The 10-H rule stipulates that no turbine may be closer to a living area than 10 times its height. Had the rule been enacted sooner, it would not have been possible to put up the park and the Obbach’s residents would have been spared the eyesore and noise.

Resident Andrea Lettowsky tells BR:

“For me I keep thinking about how this used to be a beautiful landscape with open fields, and now it’s an industrial zone.”

That’s pretty much the sentiment that has spread across Germany, and with the 10-H rule Bavaria is leading the way in the country’s growing resistance to landscape spoilage by inefficient wind power.

Already over 300 citizens initiatives have formed to resist the construction of new parks across the country. Moreover, recent reports tell us the German government is poised to scale back on renewable energies, aiming to cap it at 40 – 45% of total energy supply by 2025, according to the Berliner Zeitung.

The BR reports that although it is too late for Obbach, the new 10H rule is welcome and now gives communities the power to stop wind park projects that are aggressively pushed by deep-pocketed outside investors. Though it’s regrettable the park could not be stopped, Lettowsky is optimistic that other projects will be stopped elsewhere. The BR report concludes:

“The fact is that the 10-H rule and the resistance from the citizens have pretty much put the brakes on further wind park construction in Bavaria.”

Indeed, thanks to forward looking states like Bavaria, the renewable energy tide is changing for the better.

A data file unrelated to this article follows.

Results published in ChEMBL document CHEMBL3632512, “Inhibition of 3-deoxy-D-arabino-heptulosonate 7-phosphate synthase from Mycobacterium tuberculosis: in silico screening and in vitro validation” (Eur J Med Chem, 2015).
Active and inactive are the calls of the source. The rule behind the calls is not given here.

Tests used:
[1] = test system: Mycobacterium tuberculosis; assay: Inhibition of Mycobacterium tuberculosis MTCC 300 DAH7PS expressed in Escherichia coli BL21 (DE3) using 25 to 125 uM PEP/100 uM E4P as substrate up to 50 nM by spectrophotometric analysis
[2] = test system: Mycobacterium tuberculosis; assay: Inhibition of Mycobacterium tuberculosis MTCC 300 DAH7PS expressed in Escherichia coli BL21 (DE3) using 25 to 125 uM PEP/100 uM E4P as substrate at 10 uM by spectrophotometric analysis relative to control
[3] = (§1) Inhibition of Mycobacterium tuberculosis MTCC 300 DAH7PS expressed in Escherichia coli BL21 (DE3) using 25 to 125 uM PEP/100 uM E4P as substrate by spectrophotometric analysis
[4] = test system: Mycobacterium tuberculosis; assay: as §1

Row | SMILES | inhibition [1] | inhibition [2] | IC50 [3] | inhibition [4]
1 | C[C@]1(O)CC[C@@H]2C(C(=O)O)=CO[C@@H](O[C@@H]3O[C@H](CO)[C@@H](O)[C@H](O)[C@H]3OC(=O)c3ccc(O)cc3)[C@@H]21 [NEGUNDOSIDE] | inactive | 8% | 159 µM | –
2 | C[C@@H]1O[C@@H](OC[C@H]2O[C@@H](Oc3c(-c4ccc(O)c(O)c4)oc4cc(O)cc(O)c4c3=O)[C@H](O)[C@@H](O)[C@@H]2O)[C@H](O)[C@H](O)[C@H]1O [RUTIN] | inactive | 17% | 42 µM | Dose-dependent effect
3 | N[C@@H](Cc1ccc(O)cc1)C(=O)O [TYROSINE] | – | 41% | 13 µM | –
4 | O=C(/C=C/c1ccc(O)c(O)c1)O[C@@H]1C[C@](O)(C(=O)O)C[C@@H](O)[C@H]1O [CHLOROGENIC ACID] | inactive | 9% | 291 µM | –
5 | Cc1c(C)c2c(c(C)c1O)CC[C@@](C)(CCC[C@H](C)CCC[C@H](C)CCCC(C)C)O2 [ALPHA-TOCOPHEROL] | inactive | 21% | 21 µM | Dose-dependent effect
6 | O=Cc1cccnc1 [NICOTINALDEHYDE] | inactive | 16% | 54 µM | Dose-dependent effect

No Tricks Zone


A familiar and much more pleasant Bavarian scene …

About stopthesethings

We are a group of citizens concerned about the rapid spread of industrial wind power generation installations across Australia.


  1. association contre-courant val de besbre says:

    Hello. Thanks for the wonderful work. The picture above is very ugly in an interesting way. We find ourselves fighting against that craze (30 machines) in the midst of France. Could you tell us if this pic could be reused on our non-profit site as well, please? Cheers. Let’s fight back.

  2. melissa says:

    Here is a link to petition re the Obbach wind farm:

  3. On top of all of the egregious failings of industrial wind turbine technology, they are indeed “eyesores”…not so much at a distance and structurally…but when they are a predominant visual affect in one’s immediate environment. Around my otherwise idyllic home setting, I have had to avert my eyes as much as possible so as not to feel utterly disoriented during this past year. Having lived here for almost four decades, the dystopian effect of blades turning in every direction one can see, where once there was only sky, trees and birds, is truly distressing.
    To think that a relative newcomer to Canada, leaseholder from Germany, did this to my neighbourhood is another subject. I have always tried to love my neighbours.
    I am so distraught to think that all of these beautiful places in the world are being visually ruined….for nothing! They must be turned off and dismantled and then, of course, recycled.

    • ClimateOtter says:

      The blades themselves cannot be recycled. As I understand it they have to be carefully buried. In other words they have to go a landfill- one of the very things greenies object to!

  4. Reblogged this on citizenpoweralliance.